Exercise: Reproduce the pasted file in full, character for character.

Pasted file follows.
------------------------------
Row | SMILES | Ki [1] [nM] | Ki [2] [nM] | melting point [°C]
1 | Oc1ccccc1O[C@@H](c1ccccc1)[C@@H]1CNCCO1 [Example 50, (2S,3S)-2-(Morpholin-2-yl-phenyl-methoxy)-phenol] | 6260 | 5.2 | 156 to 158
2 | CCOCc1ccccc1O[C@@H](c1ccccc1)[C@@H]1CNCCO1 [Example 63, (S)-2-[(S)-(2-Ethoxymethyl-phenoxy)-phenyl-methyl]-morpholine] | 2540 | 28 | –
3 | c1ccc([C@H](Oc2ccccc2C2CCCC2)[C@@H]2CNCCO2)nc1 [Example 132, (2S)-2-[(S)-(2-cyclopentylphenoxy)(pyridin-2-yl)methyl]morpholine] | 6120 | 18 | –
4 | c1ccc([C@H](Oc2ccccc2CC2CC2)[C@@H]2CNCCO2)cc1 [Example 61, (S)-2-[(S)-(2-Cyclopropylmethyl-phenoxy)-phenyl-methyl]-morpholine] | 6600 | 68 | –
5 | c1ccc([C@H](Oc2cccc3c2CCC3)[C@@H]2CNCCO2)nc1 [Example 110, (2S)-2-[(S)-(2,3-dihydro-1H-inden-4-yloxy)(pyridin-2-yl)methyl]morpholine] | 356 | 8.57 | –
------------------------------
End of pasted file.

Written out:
Row | SMILES | Ki [1] [nM] | Ki [2] [nM] | melting point [°C]
1 | Oc1ccccc1O[C@@H](c1ccccc1)[C@@H]1CNCCO1 [Example 50, (2S,3S)-2-(Morpholin-2-yl-phenyl-methoxy)-phenol] | 6260 | 5.2 | 156 to 158
2 | CCOCc1ccccc1O[C@@H](c1ccccc1)[C@@H]1CNCCO1 [Example 63, (S)-2-[(S)-(2-Ethoxymethyl-phenoxy)-phenyl-methyl]-morpholine] | 2540 | 28 | –
3 | c1ccc([C@H](Oc2ccccc2C2CCCC2)[C@@H]2CNCCO2)nc1 [Example 132, (2S)-2-[(S)-(2-cyclopentylphenoxy)(pyridin-2-yl)methyl]morpholine] | 6120 | 18 | –
4 | c1ccc([C@H](Oc2ccccc2CC2CC2)[C@@H]2CNCCO2)cc1 [Example 61, (S)-2-[(S)-(2-Cyclopropylmethyl-phenoxy)-phenyl-methyl]-morpholine] | 6600 | 68 | –
5 | c1ccc([C@H](Oc2cccc3c2CCC3)[C@@H]2CNCCO2)nc1 [Example 110, (2S)-2-[(S)-(2,3-dihydro-1H-inden-4-yloxy)(pyridin-2-yl)methyl]morpholine] | 356 | 8.57 | –